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Small business burnout: what it looks like, and 6 things you can do about it!

Small business burnout is increasingly common. We look at the common signs and symptoms, and how to address it before it gets you under.
small business burnout

There’s no doubt about it, the last year has been next-level crazy – from politics, to economics, to a record-breaking public health crisis. But when is it not, even without a raging global pandemic? Small business burnout is more common than you may think, but thankfully there are things you can do to tackle it head-on. At a time when the best of us are feeling frazzled and uninspired, here’s how to reboot your entrepreneurial spirit.

What is small business burnout?

Small business burnout is usually described as extreme exhaustion, a feeling of hopelessness, isolation, and the inability to concentrate well, or think clearly. It’s often accompanied by a drastic drop in motivation and job satisfaction, that can leave you feeling anxious, cynical, and depressed. Experts say that burnout comes in two forms: circumstantial and existential. Circumstantial burnout stems from workplace challenges and frustrations, like not taking enough time to rest properly, particular conflict between individuals (staff or clients), and financial pressures. Existential burnout, however, is when you lose the sense of meaning found in your work, motivation, professional identity, and connection with others. In general, small business burnout is usually caused by extended periods of severe stress, mounting performance pressure, and working in unsustainable ways. Sound familiar?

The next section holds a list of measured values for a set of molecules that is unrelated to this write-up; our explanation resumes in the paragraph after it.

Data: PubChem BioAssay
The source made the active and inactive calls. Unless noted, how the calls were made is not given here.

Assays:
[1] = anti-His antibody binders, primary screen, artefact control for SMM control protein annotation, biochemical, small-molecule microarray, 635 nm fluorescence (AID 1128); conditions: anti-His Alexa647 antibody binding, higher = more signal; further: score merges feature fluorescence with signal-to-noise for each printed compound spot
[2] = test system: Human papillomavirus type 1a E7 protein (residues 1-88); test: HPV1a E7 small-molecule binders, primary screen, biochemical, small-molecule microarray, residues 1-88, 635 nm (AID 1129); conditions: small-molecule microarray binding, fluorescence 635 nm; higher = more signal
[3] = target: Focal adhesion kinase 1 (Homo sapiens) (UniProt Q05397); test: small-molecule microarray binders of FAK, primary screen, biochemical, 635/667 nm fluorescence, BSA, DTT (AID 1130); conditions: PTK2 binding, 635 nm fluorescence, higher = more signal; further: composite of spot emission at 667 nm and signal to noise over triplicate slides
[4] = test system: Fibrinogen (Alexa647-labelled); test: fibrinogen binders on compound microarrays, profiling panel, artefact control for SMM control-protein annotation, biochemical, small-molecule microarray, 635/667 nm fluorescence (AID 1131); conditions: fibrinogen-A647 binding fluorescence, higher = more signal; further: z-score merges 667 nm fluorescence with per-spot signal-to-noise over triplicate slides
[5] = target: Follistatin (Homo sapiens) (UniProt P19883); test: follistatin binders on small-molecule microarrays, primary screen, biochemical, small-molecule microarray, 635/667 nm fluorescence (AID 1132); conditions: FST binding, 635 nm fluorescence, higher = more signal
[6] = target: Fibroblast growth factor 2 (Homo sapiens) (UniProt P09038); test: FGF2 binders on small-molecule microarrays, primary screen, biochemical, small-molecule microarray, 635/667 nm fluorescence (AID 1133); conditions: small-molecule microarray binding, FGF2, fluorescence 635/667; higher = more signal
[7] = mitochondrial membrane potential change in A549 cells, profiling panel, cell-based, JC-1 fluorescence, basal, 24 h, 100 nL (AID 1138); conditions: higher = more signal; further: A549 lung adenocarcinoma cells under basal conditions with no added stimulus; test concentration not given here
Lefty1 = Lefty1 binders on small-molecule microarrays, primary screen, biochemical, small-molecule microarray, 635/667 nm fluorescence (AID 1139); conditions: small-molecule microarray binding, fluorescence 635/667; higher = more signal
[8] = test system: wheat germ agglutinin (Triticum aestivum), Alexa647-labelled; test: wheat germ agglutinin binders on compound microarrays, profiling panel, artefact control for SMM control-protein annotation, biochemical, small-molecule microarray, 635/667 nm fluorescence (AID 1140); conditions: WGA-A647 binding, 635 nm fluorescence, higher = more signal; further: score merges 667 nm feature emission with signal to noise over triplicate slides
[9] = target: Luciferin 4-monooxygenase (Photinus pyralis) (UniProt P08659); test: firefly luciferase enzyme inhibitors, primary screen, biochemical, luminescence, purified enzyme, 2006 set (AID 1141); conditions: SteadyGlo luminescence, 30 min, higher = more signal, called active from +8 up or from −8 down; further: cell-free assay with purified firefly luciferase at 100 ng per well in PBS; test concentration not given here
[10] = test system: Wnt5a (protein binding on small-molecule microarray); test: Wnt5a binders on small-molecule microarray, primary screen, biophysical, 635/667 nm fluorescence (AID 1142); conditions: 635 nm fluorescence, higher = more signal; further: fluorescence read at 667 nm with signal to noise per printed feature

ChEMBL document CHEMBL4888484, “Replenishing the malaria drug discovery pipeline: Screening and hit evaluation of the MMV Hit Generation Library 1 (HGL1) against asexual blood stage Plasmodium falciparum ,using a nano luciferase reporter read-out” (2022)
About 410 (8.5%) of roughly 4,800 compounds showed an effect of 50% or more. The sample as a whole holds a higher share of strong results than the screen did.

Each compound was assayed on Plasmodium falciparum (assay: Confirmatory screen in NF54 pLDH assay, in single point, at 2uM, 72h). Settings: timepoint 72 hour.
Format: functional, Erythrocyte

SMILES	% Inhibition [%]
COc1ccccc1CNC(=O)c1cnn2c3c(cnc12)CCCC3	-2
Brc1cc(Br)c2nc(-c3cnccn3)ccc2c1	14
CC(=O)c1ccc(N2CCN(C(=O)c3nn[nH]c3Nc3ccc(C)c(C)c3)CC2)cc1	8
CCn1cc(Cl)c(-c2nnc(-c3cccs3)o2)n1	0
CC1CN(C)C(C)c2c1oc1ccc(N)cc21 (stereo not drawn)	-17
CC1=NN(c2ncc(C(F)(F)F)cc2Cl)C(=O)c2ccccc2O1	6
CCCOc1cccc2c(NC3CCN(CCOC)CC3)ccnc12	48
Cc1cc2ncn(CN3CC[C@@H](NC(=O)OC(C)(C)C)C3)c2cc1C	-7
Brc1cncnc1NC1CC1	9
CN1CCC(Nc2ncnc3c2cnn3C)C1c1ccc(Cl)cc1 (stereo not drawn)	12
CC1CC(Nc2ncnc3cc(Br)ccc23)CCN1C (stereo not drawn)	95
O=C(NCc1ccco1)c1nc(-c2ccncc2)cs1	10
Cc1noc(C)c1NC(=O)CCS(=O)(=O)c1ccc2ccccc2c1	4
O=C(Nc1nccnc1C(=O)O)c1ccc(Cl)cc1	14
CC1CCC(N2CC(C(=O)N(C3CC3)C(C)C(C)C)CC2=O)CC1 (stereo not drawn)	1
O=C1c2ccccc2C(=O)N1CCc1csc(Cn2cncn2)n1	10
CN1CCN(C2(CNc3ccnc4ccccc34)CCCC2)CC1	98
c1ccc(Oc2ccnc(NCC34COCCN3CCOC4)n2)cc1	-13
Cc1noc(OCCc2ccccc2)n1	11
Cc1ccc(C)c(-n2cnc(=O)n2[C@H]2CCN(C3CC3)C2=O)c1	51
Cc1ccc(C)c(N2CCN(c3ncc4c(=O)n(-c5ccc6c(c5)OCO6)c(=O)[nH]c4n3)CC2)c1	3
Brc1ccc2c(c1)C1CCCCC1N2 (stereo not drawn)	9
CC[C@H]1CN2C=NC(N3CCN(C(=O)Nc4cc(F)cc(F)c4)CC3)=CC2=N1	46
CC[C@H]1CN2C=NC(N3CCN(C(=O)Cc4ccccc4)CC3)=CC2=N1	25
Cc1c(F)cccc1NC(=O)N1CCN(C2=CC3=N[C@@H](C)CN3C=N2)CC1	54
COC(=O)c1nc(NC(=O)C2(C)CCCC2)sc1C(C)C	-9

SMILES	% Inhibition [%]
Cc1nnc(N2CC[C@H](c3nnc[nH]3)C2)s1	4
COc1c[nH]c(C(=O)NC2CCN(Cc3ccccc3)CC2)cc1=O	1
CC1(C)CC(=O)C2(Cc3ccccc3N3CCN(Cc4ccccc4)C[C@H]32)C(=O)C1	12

Why does it happen?

Entrepreneurs are especially at risk of small business burnout because of how energetic, passionate, and often obsessive they are about their work. They face significantly higher levels of stress than the average employee, tend to have fewer emotional safety nets in the workplace, are constantly aware of being financially responsible for others’ livelihoods, and have to grapple with extreme uncertainty in their daily decision-making. Entrepreneurs also tend to identify strongly with their business, often absorbing it into their sense of identity – so much so, that when its success dwindles for whatever reason (like an imposed national lockdown), they take it on as a huge personal failure, deeply impacting their self esteem. 

The best thing to do when you realise you’re running on empty, is to stop and address it straight away – not just for your own sake, but for the survival of your precious business too. It’s time to abandon the tunnel-vision and focus on self-care.

1. Get some urgent rest

Even if you would normally have taken a trip somewhere exciting, a lot of people are too afraid or unable to travel at the moment. What with working from home, many have basically not left the office since March 2020. Even if you can’t go very far, challenge yourself to enforce as much proper down-time as you can afford to take, as a matter of grave urgency. Smaller bursts of intense rest can make all the difference, like a weekend away, a strict no-work policy on a chosen day, switching your notifications off at a certain time, and getting regular outdoor exercise somewhere in nature. Sleeping well is also a total game-changer for brain function, mood, and overall health – check out these sleep hygiene tips.

2. Pivot thoughtfully